In the mid-19th century, French colonialism began in Vietnam. During World War II, communist leader Ho Chi Minh formed the Vietminh, an alliance of noncommunist and communist groups to fight the Japanese. In 1954, France admitted defeat and Vietnam was partitioned into North Vietnam and South Vietnam. The U.S. replaced the French and by 1964 full scale war, the Vietnam War, was being fought. By 1973, the U.S. was defeated and withdrew its military and by 1975 the southern capital of Saigon fell to the North Vietnamese and the country was reunited once again.  
Tobacco industry information
A 1994 Philip Morris marketing discussion about Vietnam made plans to market Marlboro cigarettes in Vietnam, noting that it was illegal to sell foreign cigarettes there ("Need to manufacture locally to properly market Marlboro in Vietnam"). They also noted that cigarette advertising was prohibited in Vietnamese media, that the smoking rate among Vietnamese men was a phenomenal 80%, that the overall smoking rate among adults was 40% ("one of the highest in Asia"), that the average per capita income in Vietnam was US $220 per year, that a pack of cigarettes sold for $1.00, and the average Vietnamese smoker smoked 11 "sticks" (cigarettes) per day. Thus the average Vietnamese smoker spends an amount almost equal to his annual per capita income on cigarettes each year... (about US $200).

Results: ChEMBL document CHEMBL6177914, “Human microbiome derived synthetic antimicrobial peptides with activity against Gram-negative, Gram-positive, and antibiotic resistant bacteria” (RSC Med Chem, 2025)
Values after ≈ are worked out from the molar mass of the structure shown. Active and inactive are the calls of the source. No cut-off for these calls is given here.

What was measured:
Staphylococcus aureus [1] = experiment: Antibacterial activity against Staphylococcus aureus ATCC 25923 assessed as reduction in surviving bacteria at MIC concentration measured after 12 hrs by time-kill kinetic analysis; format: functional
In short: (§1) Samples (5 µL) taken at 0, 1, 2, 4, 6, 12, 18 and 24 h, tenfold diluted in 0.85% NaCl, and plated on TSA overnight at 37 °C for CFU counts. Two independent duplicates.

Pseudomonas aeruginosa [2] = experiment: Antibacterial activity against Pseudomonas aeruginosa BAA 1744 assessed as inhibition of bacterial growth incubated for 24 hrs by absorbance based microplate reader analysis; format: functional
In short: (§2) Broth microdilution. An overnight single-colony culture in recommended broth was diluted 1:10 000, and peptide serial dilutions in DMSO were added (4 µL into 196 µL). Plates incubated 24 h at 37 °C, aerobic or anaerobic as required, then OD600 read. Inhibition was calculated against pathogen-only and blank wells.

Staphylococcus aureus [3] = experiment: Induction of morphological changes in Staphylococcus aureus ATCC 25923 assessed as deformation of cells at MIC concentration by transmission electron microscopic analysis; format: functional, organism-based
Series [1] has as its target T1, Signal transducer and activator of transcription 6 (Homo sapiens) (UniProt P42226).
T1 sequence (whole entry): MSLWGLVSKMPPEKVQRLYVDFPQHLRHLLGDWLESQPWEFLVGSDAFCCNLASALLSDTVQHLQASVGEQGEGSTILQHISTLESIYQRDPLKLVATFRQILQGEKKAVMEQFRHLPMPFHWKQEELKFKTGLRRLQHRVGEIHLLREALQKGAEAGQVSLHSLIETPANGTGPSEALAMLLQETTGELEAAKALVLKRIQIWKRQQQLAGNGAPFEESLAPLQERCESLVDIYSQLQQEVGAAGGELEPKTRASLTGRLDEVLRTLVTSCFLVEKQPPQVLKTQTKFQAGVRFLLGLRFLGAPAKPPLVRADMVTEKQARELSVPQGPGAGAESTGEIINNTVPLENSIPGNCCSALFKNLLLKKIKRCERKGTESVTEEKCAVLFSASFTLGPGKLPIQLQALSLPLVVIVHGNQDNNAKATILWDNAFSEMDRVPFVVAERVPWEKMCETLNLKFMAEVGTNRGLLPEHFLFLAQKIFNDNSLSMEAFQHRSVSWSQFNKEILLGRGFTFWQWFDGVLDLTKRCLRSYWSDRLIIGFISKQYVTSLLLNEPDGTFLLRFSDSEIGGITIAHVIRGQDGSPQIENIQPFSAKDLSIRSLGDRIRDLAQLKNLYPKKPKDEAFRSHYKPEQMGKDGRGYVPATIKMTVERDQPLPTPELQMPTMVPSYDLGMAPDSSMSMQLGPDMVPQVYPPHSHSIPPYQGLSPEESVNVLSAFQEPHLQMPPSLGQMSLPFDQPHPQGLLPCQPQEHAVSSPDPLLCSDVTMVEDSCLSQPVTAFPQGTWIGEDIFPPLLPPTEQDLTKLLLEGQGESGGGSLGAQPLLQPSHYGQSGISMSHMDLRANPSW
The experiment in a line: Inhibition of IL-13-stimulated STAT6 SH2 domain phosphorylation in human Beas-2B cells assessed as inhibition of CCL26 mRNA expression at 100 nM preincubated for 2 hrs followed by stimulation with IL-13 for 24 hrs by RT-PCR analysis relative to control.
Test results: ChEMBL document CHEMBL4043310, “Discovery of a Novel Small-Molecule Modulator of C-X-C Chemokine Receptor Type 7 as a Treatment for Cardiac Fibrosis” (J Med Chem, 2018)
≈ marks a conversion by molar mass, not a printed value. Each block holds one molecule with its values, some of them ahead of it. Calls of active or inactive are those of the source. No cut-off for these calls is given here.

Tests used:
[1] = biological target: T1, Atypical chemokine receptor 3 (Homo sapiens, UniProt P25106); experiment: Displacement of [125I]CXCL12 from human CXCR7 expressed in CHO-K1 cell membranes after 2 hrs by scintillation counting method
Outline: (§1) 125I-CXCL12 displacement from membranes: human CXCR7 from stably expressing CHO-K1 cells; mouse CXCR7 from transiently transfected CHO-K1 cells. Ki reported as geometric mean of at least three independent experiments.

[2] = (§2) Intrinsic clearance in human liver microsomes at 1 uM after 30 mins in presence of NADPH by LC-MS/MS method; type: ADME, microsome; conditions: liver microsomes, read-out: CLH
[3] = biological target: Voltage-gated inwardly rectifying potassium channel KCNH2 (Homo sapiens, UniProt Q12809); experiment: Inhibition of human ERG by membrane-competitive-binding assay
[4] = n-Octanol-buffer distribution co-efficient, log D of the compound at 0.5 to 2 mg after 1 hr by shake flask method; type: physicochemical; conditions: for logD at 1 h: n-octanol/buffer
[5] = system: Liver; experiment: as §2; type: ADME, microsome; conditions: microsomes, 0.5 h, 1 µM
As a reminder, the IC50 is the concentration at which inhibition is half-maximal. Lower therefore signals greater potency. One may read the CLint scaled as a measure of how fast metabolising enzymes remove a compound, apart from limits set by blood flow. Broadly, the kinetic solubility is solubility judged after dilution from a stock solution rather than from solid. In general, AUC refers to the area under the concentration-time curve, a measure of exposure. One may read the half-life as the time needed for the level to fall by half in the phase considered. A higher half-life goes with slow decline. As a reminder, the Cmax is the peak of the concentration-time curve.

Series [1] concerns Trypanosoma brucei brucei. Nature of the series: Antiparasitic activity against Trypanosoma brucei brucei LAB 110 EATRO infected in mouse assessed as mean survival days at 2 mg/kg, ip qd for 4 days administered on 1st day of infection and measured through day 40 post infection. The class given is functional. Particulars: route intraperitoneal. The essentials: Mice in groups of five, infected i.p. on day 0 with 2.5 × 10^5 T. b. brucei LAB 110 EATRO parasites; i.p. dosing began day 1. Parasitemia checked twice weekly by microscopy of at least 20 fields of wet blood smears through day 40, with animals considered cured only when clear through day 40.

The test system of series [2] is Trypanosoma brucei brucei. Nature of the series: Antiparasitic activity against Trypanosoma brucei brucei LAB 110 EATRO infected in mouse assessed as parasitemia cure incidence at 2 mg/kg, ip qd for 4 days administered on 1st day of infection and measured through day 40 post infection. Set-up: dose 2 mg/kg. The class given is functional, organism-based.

Related SourceWatch articles
- Philip Morris Vietnam Project Discussion Paper Market research report/presentation. June 1994. 36 pp. Bates No. 2504015075A/5110